The Tibetan government in exile alleged that landslide in Gyama (Jiama in China) mine, located in Medrogungkar County in which 83 workers were trapped, could be a result of the aggressive mining by China and it is a man-made phenomenon rather than just a ‘natural disaster’.
In a statement, Tibetan government in exile based in Dharamshala here said that Gyama has large scale poly-metallic deposit consisting of copper, molybdenum, gold, silver, lead and zinc with the potential to become the China’s biggest copper producer in 10 years. The tragedy could be a result of the aggressive expansion and large-scale exploitation of minerals by China.
“The Gyama Mine has been selected as ‘a pilot of the national green mines project’ by Ministry of Land and Resources (PRC) in 2012 and also a “Model enterprises of national unity and progress”. As a requirement, Gyama mine must meet higher standard of technology oriented and corporate responsibility-oriented laws with adherence to policies of “people first” and “safe production”, promote “harmony between the mine and the community and shoulder the responsibility of social welfare,” the statement said.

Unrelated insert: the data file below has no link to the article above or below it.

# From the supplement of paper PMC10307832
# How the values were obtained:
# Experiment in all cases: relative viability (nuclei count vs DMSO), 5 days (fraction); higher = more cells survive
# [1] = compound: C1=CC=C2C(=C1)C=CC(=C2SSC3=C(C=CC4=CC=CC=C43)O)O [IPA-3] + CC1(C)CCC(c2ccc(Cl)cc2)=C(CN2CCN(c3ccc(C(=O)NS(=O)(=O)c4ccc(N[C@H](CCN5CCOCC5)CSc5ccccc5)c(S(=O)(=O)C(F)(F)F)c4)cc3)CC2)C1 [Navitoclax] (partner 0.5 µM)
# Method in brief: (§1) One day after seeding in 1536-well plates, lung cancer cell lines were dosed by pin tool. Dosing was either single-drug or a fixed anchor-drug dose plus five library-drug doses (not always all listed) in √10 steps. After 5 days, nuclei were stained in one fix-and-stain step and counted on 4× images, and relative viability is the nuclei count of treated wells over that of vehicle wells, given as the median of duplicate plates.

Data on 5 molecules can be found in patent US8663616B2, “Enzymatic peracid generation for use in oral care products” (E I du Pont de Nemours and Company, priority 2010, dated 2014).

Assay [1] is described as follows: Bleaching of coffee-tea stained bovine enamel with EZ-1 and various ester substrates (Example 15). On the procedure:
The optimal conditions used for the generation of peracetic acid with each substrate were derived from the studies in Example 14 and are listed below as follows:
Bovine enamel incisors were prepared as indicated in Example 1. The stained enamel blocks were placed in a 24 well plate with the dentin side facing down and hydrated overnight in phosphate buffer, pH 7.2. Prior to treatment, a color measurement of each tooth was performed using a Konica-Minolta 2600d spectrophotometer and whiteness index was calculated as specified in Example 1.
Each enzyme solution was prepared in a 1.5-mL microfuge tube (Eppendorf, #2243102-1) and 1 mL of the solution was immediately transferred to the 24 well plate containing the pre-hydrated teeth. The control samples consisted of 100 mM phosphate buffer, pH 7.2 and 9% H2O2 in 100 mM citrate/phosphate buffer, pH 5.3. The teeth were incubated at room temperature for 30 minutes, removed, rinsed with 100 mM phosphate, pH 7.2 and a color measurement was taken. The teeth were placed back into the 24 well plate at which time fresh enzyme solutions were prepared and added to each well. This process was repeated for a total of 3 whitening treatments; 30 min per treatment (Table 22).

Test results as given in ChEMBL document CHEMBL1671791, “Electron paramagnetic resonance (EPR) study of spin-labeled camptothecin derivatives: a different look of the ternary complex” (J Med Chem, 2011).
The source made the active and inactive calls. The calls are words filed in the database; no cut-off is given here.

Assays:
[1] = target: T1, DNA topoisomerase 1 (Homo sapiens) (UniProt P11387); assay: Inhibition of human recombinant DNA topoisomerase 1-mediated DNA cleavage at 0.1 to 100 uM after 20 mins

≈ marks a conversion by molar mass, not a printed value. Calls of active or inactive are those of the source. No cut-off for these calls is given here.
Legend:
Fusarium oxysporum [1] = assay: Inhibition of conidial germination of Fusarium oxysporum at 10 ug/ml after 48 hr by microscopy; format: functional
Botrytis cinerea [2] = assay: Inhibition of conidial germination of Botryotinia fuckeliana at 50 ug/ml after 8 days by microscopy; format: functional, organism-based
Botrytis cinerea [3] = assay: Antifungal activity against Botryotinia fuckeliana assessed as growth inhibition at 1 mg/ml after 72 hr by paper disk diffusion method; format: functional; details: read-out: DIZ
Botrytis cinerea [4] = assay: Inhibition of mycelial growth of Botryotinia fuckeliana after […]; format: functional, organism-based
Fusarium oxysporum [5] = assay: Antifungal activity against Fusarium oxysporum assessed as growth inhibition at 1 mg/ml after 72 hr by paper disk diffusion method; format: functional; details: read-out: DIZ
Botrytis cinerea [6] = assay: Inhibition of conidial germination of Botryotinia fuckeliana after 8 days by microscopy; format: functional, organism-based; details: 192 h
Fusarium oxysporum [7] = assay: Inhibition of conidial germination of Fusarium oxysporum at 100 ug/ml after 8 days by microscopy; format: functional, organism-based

The Tibetan government further alleged that however in the past decade, Gyama mine has been a major failure in terms of the social harmony and environmental protection in the area. There has been rapid expansion of the mining operation which covers a total of 145.50 sq. km including mining area of 76.19 sq. km and exploration covering an area of 66.41 sq. km. In order to acquire maximum profit in the shortest period of time, whole swaths of land have been excavated in several sites and in some cases the whole face of a mountain has been ripped in the process of exploration, water diversion, mining and road construction. Such a large scale and aggressive expansion out of the mine could have caused the recent event of landslide. So far, rescuers have found 11 bodies out of the 83 miners buried in the avalanche in a landslide that occurred two days ago in Maizhokunggar County, about 68 km from regional capital Lhasa.